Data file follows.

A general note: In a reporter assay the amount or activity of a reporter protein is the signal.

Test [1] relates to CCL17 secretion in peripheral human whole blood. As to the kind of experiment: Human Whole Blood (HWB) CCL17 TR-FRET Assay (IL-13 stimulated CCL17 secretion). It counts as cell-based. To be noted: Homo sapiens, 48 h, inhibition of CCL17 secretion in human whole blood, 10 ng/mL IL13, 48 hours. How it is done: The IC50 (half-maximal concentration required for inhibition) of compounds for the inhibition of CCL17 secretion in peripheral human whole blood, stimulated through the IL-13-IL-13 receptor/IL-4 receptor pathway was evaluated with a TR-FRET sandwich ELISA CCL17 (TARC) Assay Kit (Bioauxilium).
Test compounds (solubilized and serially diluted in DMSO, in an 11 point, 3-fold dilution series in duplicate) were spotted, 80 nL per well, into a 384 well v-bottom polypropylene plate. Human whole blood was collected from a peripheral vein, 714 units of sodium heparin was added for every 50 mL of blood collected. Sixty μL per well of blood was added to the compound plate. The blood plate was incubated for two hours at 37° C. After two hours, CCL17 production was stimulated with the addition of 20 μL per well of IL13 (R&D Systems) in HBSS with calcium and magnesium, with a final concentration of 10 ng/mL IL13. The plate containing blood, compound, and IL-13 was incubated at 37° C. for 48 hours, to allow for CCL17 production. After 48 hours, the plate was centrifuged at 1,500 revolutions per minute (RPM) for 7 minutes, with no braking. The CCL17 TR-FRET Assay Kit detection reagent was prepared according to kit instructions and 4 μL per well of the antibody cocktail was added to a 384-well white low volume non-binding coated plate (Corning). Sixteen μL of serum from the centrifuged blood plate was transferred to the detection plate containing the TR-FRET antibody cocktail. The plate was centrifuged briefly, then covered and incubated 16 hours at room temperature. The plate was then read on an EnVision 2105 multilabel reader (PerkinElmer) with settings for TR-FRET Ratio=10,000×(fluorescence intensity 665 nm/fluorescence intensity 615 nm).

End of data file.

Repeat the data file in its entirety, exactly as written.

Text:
A general note: In a reporter assay the amount or activity of a reporter protein is the signal.

Test [1] relates to CCL17 secretion in peripheral human whole blood. As to the kind of experiment: Human Whole Blood (HWB) CCL17 TR-FRET Assay (IL-13 stimulated CCL17 secretion). It counts as cell-based. To be noted: Homo sapiens, 48 h, inhibition of CCL17 secretion in human whole blood, 10 ng/mL IL13, 48 hours. How it is done: The IC50 (half-maximal concentration required for inhibition) of compounds for the inhibition of CCL17 secretion in peripheral human whole blood, stimulated through the IL-13-IL-13 receptor/IL-4 receptor pathway was evaluated with a TR-FRET sandwich ELISA CCL17 (TARC) Assay Kit (Bioauxilium).
Test compounds (solubilized and serially diluted in DMSO, in an 11 point, 3-fold dilution series in duplicate) were spotted, 80 nL per well, into a 384 well v-bottom polypropylene plate. Human whole blood was collected from a peripheral vein, 714 units of sodium heparin was added for every 50 mL of blood collected. Sixty μL per well of blood was added to the compound plate. The blood plate was incubated for two hours at 37° C. After two hours, CCL17 production was stimulated with the addition of 20 μL per well of IL13 (R&D Systems) in HBSS with calcium and magnesium, with a final concentration of 10 ng/mL IL13. The plate containing blood, compound, and IL-13 was incubated at 37° C. for 48 hours, to allow for CCL17 production. After 48 hours, the plate was centrifuged at 1,500 revolutions per minute (RPM) for 7 minutes, with no braking. The CCL17 TR-FRET Assay Kit detection reagent was prepared according to kit instructions and 4 μL per well of the antibody cocktail was added to a 384-well white low volume non-binding coated plate (Corning). Sixteen μL of serum from the centrifuged blood plate was transferred to the detection plate containing the TR-FRET antibody cocktail. The plate was centrifuged briefly, then covered and incubated 16 hours at room temperature. The plate was then read on an EnVision 2105 multilabel reader (PerkinElmer) with settings for TR-FRET Ratio=10,000×(fluorescence intensity 665 nm/fluorescence intensity 615 nm).